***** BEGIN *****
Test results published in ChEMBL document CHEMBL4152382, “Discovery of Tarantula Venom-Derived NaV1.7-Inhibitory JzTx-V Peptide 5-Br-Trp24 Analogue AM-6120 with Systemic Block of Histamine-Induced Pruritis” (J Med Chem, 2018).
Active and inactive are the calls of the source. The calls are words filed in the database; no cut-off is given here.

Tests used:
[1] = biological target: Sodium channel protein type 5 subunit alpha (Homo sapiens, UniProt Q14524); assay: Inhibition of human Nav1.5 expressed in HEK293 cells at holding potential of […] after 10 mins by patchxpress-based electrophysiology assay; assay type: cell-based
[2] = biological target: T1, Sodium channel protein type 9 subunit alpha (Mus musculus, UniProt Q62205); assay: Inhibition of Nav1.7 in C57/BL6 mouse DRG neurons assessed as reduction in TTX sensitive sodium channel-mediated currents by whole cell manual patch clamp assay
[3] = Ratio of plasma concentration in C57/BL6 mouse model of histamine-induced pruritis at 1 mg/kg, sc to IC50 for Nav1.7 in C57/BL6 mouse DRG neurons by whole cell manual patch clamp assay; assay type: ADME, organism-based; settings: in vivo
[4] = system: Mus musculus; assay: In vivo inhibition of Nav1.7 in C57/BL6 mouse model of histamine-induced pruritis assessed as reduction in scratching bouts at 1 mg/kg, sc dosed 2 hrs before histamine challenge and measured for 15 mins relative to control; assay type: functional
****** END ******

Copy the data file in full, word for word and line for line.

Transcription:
Test results published in ChEMBL document CHEMBL4152382, “Discovery of Tarantula Venom-Derived NaV1.7-Inhibitory JzTx-V Peptide 5-Br-Trp24 Analogue AM-6120 with Systemic Block of Histamine-Induced Pruritis” (J Med Chem, 2018).
Active and inactive are the calls of the source. The calls are words filed in the database; no cut-off is given here.

Tests used:
[1] = biological target: Sodium channel protein type 5 subunit alpha (Homo sapiens, UniProt Q14524); assay: Inhibition of human Nav1.5 expressed in HEK293 cells at holding potential of […] after 10 mins by patchxpress-based electrophysiology assay; assay type: cell-based
[2] = biological target: T1, Sodium channel protein type 9 subunit alpha (Mus musculus, UniProt Q62205); assay: Inhibition of Nav1.7 in C57/BL6 mouse DRG neurons assessed as reduction in TTX sensitive sodium channel-mediated currents by whole cell manual patch clamp assay
[3] = Ratio of plasma concentration in C57/BL6 mouse model of histamine-induced pruritis at 1 mg/kg, sc to IC50 for Nav1.7 in C57/BL6 mouse DRG neurons by whole cell manual patch clamp assay; assay type: ADME, organism-based; settings: in vivo
[4] = system: Mus musculus; assay: In vivo inhibition of Nav1.7 in C57/BL6 mouse model of histamine-induced pruritis assessed as reduction in scratching bouts at 1 mg/kg, sc dosed 2 hrs before histamine challenge and measured for 15 mins relative to control; assay type: functional